Sunday, December 4, 2011

Lost In The Forest by Sue Miller






Set amongst the vineyards of Northern Californian, this novel poignantly captures the struggles of a family trying to cope in the aftermath of the death of a beloved husband and stepfather.

Eva, the mother of two teenage girls and a three-year-old boy, runs a small bookstore in San Francisco. When her second husband, John, is struck by a car, she finds herself, in her grief, drawn back to her first husband, Mark, as he is there to lend a helping hand and be a shoulder to lean on as each in their own way grapples with their loss of “the nice guy” who replaced him. Their eldest daughter, Emily, always a serious girl, adjusts to new responsibilities and increasing independence as she goes first to France as part of a school exchange student program and then off to college shortly after her return. While Daisy, at fourteen, sorely misses the stepfather who made a point of befriending her, the awkward, introverted, middle child, and seeks solace in an affair with a much older man, Duncan, the fifty-three-year-old husband of her mother’s best friend and former movie stuntman who takes it upon himself to awaken Daisy’s sensuality. And three-year-old Theo, who, though he was a witness, cannot comprehend his father’s death, finds himself drawn to Mark, latching onto him as the father figure every boy needs in his life. And Mark, despite an angry divorce that later became amicable for the sake of their children, discovers that he wants another chance with Eva.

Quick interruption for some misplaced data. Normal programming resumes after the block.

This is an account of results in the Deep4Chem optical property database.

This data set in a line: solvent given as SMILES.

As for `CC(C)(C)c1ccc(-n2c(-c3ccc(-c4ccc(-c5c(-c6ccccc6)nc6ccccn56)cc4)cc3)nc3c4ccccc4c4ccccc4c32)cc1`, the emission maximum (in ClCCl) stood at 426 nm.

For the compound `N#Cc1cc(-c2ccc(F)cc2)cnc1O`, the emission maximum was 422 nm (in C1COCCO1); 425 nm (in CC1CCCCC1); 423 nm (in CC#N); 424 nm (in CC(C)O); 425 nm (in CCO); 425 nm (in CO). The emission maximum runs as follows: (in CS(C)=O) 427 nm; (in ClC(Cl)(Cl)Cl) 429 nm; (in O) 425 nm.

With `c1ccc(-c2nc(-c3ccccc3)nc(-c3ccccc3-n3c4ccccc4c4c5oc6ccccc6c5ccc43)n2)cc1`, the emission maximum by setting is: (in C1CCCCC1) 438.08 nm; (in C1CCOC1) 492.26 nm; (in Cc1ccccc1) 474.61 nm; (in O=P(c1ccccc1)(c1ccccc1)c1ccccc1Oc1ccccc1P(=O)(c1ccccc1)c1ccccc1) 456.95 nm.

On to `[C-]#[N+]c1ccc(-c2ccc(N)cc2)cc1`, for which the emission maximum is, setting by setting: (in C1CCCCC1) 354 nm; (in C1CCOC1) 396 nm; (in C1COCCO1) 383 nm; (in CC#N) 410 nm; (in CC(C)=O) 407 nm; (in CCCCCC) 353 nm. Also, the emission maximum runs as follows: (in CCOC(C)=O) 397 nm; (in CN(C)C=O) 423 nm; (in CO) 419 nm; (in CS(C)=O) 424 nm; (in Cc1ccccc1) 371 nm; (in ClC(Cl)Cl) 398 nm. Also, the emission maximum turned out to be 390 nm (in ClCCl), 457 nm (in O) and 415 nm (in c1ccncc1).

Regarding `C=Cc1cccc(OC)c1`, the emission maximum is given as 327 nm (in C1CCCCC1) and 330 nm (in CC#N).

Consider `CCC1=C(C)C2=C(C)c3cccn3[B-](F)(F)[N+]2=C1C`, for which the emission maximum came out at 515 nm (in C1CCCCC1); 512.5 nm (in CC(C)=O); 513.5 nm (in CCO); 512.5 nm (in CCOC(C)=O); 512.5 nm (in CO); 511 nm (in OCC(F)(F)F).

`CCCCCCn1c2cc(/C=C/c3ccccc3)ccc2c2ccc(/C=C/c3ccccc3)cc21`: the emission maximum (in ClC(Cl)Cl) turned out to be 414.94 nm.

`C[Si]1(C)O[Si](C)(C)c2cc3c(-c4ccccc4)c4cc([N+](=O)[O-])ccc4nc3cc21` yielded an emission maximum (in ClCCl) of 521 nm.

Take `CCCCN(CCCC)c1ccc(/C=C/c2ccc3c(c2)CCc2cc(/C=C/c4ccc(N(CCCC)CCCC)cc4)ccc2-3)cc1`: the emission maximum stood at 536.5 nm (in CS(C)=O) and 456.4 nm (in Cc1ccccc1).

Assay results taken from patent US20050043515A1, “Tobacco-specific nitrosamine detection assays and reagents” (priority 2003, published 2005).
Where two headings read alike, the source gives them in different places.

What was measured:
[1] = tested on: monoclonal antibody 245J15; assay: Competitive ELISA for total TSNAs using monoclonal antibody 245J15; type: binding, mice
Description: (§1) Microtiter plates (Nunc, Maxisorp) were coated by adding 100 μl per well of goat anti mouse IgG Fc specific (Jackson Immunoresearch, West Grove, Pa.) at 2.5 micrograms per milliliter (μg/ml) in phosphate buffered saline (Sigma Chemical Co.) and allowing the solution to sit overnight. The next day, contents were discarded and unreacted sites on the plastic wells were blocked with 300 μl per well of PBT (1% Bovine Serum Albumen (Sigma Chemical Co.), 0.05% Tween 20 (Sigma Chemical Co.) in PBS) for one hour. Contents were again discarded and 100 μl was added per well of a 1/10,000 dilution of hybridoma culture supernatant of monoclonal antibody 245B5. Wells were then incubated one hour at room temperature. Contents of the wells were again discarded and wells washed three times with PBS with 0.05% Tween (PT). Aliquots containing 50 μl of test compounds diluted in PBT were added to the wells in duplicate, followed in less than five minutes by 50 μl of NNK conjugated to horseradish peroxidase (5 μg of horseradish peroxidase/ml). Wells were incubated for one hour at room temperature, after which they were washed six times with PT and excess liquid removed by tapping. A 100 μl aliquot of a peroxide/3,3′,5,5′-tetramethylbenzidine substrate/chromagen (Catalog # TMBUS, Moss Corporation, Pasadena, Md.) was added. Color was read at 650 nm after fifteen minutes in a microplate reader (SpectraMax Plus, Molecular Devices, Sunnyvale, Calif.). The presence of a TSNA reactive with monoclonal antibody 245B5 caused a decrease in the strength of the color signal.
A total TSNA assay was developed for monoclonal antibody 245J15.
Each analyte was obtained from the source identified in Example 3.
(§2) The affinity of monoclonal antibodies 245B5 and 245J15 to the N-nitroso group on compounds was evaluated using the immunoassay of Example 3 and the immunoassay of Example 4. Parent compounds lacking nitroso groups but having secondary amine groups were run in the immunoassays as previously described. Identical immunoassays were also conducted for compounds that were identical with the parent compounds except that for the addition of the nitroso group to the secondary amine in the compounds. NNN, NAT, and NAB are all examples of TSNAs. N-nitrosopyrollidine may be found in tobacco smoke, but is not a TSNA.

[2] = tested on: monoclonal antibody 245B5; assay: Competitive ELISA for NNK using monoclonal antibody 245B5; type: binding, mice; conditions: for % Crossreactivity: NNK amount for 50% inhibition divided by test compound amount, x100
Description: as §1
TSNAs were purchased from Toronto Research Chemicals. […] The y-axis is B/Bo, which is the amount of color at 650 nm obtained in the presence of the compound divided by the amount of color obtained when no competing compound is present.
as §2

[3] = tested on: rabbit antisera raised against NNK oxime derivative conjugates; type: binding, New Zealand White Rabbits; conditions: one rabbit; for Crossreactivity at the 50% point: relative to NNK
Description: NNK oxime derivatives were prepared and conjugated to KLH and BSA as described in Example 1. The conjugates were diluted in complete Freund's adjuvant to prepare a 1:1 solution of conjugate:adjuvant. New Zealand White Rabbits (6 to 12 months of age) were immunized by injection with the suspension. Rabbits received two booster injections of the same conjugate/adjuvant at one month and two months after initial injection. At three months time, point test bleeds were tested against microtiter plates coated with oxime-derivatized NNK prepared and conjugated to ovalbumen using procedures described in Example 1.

The book covers the first year and a half after John’s death then leaps ahead many years, but not to the neat tied up in a pretty bow happy ending, that many might be expecting.

For those who like contemporary novels about families, normal or dysfunctional or somewhere in between, and their problems, ordinary or extraordinary, or the effects of loss and grief, Lost in the Forest makes interesting reading.





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